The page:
Exploring Optimized Hadamard Methods to Design Energy-Efficient SATD Architectures

Authors

  • Luiz Henrique Cancellier
  • André Beims Brascher
  • Ismael Seidel
  • André Beims Brascher
  • José Luis Güntzel
  • Luciano Agostini

DOI:

https://doi.org/10.29292/jics.v10i2.412

Keywords:

Video coding, VLSI design, Sum of Absolute Transformed Differences, Hadamard, Energy efficiency

Abstract

State-of-the-art video coding tools are submitted to severe performance and energy consumption requirements resulting from high complexity of video standards and from limited energy budgets of portable mobile devices. While providing most of the compression gains, inter frame and intra frame prediction techniques are the most demanding steps, since they compare a huge number of blocks. In such a process, the similarity metric employed affects both the quality of compression and the calculation effort. In this paper we propose the use of Hadamardbased Sum of Absolute Transformed Differences (SATD), in replacement of the traditionally used Sum of Absolute Differences (SAD), as a means of improving the efficiency of video coding. To allow that we explore two Hadamard Transform methods to design efficient SATD architectures, one using the Fast Hadamard Transform (FHT) butterfly and another one using the so-called Transform-Exempted (TE) SATD algorithm. Those methods were combined with architectural decisions (full parallelism, full parallelism with pipelining or multi-cycling) to build a total of six Hadamard-based SATD architectures that were synthesized for a commercial 45nm standard cell library for two operating frequencies. The architectures were simulated with pixel block data to obtain realistic dynamic power and energy estimates. The TE-SATD architectures achieved the lowest energy results: down to 13.13 pJ/SATD in the case of parallel architecture with pipeline. However, considering also the area results when evaluating energy, the best results are given by both methods using multi-cycling (transpose buffer): nearly 20.75 pJ/SATD with up to 63.54% smaller area compared with fully parallel architectures.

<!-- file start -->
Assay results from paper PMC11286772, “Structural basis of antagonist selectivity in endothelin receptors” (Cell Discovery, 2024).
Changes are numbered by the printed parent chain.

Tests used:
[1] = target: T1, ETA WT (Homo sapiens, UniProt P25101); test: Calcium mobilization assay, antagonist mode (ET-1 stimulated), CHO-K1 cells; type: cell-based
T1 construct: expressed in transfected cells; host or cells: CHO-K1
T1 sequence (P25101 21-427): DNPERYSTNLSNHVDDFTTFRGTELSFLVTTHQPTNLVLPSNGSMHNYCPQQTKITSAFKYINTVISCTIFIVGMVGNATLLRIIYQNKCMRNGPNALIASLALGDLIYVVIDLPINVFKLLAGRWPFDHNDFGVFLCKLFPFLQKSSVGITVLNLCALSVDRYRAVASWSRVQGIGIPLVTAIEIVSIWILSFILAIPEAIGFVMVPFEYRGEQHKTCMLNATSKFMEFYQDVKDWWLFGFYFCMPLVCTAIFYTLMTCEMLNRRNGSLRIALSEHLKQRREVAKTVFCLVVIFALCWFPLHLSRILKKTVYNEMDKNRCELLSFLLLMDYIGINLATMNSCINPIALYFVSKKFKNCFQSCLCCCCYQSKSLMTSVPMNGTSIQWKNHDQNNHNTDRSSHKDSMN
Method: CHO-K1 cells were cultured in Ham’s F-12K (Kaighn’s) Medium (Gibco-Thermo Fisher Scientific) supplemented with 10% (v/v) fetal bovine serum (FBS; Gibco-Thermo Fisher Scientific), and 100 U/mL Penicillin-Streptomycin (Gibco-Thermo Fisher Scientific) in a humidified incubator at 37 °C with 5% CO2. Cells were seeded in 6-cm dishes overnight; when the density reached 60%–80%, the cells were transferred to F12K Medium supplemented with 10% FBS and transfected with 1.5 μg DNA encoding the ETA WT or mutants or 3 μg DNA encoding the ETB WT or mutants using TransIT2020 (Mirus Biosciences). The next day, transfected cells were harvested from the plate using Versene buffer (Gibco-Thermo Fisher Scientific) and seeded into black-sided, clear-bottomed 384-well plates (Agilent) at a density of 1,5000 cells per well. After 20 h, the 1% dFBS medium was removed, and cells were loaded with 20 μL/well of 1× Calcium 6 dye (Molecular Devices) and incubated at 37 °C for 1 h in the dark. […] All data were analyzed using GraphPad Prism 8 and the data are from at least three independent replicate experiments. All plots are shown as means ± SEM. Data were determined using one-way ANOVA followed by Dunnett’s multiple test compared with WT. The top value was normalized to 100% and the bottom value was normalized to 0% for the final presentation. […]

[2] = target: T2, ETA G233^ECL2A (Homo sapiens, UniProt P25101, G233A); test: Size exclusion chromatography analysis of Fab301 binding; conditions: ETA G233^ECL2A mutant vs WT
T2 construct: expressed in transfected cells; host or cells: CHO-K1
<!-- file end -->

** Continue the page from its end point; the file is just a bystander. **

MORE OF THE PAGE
Additional Files

Published

2020-12-28